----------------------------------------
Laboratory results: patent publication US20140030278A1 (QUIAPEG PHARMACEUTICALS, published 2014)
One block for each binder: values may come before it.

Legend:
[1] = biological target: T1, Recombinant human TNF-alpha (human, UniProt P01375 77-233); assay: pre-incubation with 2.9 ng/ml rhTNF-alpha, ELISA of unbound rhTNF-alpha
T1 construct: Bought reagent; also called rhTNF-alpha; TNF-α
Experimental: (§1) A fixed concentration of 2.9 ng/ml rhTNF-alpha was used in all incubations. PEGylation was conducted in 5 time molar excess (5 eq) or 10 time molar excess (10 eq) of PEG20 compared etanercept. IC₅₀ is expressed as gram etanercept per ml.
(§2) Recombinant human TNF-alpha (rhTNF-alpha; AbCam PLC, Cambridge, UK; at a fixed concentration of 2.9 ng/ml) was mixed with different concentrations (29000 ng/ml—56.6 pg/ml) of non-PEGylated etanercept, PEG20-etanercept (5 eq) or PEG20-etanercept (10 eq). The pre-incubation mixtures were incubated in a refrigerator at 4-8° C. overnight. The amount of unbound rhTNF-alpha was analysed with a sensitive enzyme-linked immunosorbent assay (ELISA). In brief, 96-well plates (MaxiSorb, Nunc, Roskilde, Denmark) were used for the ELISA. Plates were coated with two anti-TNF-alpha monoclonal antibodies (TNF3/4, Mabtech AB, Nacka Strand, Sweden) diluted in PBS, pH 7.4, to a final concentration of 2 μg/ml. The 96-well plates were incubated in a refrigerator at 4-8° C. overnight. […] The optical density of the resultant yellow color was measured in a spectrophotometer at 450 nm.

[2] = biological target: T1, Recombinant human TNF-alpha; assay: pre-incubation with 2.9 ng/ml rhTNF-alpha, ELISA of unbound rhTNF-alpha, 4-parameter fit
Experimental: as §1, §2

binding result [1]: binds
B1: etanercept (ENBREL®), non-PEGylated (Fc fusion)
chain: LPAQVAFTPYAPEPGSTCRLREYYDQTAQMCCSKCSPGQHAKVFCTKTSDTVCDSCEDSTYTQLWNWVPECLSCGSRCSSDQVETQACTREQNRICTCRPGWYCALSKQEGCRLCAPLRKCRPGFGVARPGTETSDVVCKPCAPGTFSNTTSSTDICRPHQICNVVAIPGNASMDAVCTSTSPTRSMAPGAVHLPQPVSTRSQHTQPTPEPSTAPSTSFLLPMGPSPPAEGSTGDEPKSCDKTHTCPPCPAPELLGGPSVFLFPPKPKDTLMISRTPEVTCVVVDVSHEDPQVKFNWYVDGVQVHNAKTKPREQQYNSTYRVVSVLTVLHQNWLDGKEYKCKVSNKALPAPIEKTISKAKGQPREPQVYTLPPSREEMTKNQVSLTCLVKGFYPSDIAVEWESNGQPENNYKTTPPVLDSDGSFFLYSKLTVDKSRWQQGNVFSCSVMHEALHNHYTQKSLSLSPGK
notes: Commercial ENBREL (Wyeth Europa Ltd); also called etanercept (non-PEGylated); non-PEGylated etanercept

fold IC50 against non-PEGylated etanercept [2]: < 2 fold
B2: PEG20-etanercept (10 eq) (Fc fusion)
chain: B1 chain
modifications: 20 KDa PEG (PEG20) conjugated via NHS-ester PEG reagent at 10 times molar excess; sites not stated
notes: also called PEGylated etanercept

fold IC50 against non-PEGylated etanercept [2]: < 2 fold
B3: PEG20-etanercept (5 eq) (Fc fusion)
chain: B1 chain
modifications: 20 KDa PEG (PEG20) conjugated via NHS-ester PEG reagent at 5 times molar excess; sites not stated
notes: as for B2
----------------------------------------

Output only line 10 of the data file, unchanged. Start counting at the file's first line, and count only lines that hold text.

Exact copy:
binding result [1]: binds